The SEC has sued Tesla’s CEO Elon Musk for lying about having funding secured for potential take-private of the company. The litigation is the latest chapter about the company, as both longs and shorts have strong opinions about the company’s future and valuation. The markets are pricing in an “Elon Musk” premium, and an ousting of him could be highly detrimental to the stock. Furthermore, the company has a high cash-burn and investors are worried Tesla needs to raise a substantial amount of capital to keep the operations going. Tesla’ share price has already taken over a 10% hit on the news today. It is down over 30% since highs.      

The CEO of Tesla (TSLA US), Elon Musk was sued by the US regulator Securities and Exchange Commission (SEC) for fraud. The SEC is suing Mr. Musk for false and misleading statements and failed to properly notify regulators of material company events. The SEC complaint says;

Musk knew that he (1) had not agreed upon any terms for a going-private transaction with the Fund or any other funding source; (2) had no further substantive communications with representatives of the Fund beyond their 30 to 45 minute meeting on July 31; (3) had never discussed a going-private transaction at a share price of $420 with any potential funding source; (4) had not contacted any additional potential strategic investors to assess their interest in participating in a going-private transaction; (5) had not contacted existing Tesla shareholders to assess their interest in remaining invested in Tesla as a private company; (6) had not formally retained any legal or financial advisors to assist with a going-private transaction; (7) had not determined whether retail investors could remain invested in Tesla as a private company; (8) had not determined whether there were restrictions on illiquid holdings by Tesla’s institutional investors; and (9) had not determined what regulatory approvals would be required or whether they could be satisfied.

To summarize, the SEC claim Mr. Musk just made up having funding secured and had not conducted proper preparations for a take private, when he tweeted that he planned take the company private at $420/share.

The SEC wants to bar Mr. Musk from serving as an officer or director of any publicly traded company.

Mr. Musk responded to a statement to CNBC;

“This unjustified action by the SEC leaves me deeply saddened and disappointed,” Musk said in a statement to CNBC. “I have always taken action in the best interests of truth, transparency and investors. Integrity is the most important value in my life and the facts will show I never compromised this in any way.

Post the announcement Tesla’s board came out in support for Mr. Musk. This surprised the market.

Tesla has been a “battleground” stock. Longs have argued that Tesla under Mr. Musk is the future of the automotive industry. The shorts believe that Tesla is not delivering the amount of Cars it promised.  The company’s cash-burn is not sustainable, and that company’s valuation in relation to other auto companies is not justified.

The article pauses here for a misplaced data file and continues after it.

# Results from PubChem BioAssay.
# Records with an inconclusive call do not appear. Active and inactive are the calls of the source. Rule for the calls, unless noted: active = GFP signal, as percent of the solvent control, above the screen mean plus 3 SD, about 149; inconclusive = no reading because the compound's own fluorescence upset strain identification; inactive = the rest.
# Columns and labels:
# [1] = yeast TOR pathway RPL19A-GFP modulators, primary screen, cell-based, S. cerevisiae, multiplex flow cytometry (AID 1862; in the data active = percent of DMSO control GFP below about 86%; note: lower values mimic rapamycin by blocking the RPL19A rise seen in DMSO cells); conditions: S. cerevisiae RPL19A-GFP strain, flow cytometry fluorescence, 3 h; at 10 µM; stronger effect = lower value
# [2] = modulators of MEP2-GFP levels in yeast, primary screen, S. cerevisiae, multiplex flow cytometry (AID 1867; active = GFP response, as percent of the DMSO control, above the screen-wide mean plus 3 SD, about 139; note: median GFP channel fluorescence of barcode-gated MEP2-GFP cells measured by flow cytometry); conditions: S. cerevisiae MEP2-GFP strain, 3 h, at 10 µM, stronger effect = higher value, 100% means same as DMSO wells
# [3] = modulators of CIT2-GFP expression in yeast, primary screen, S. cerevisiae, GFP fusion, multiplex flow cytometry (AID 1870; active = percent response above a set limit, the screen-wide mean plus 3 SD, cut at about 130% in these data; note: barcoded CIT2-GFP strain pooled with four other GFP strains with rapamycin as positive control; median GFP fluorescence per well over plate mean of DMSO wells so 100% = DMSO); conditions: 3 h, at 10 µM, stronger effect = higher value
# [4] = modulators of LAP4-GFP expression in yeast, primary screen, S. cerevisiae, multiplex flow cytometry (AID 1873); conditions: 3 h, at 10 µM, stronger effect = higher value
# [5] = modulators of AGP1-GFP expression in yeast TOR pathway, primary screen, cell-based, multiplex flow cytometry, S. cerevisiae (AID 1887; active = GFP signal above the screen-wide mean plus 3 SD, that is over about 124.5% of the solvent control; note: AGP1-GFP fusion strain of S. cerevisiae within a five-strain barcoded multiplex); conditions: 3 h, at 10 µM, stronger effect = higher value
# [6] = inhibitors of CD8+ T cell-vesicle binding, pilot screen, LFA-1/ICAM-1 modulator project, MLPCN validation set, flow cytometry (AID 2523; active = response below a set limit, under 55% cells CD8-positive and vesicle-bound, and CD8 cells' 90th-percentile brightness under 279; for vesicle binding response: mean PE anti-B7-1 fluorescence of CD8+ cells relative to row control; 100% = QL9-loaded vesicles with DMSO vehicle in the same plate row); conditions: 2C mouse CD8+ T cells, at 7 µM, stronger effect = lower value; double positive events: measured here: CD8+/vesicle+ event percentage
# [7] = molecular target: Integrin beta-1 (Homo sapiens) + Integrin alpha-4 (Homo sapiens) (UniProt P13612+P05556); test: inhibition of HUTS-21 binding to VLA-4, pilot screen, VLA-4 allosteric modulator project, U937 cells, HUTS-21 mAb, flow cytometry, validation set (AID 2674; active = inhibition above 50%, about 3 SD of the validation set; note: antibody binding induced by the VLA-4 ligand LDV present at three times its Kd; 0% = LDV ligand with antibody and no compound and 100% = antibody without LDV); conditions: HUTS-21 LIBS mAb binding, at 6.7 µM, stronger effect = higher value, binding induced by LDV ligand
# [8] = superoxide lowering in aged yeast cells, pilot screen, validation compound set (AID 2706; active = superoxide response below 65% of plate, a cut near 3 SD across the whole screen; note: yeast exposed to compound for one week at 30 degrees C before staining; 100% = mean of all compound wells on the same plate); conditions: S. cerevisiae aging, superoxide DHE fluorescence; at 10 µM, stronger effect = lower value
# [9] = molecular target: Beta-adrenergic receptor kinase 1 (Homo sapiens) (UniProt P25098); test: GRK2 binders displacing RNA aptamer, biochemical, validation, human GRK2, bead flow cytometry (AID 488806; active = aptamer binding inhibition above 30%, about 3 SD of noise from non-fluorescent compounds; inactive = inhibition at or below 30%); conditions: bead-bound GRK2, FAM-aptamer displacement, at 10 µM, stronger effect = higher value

There is a “Musk premium” in the Tesla stock. The question is how high is the premium. WSJ writes;

If Mr. Musk were forced to step down at some point, Tesla would be left without the visionary entrepreneur who has captivated investors with his grand ambition to replace the internal combustion engine with electric, self-driving systems. Tesla doesn’t have a clear succession plan nor an obvious No. 2 after droves of executives departed in recent years.

That could spook investors enough to send the stock price spiraling, hurting Tesla’s ability to raise the cash analysts say is required. Tesla is also reliant on the faith of its customers, many of whom are devoted fans of Mr. Musk and place deposits on future vehicles, such as the Roadster sports car, that add cash to the books.

Furthermore, markets are worried that DOJ will file criminal charges against Mr. Musk. That would almost automatically lead to Mr. Musk ouster.

On the balance sheet side, Tesla has over $10bn in debt, with a cash-burn of over $1b/quarter. As of end of Q2 the company had $2.2bn cash at hand. Tesla would need pay down $230m in convertible bonds in November and an additional $920m coming up in March. This is on top of the operating cash-burn. Most analysts believe the company needs to raise capital soon. Business Insider quotes  the Goldman Sach’s analyst;

“Between its current operations, anticipated new product spend, and incremental capacity additions, we see Tesla potentially requiring over $10 billion in external capital raises and debt re-financing by 2020,” he said. “We believe this level of capital transactions may be funded through multiple avenues, including new bond issuance (secured and/or unsecured), convertible notes, and equity.”

You can discuss the validity of the arguments from both the longs and the shorts, but for now the market has given its verdict. Tesla’s share price is down over 10% in the morning session on Friday.

Source: Bloomberg

Others argue that it could be worse. It is only Mr. Musk that has been sued by the SEC and not Tesla the company. This latest news could lead to the ousting of Mr. Musk, a more experienced management team are brought in and focus will move over to strictly operational issues.

The short interest of the stock has recently increased to 35.33m share (28% of float). This points towards the fact plenty of traders believe things will get worse. Being short Tesla is possibly a crowded trade here?

Source: S3 Partners

We will continue monitor the stock as news develop.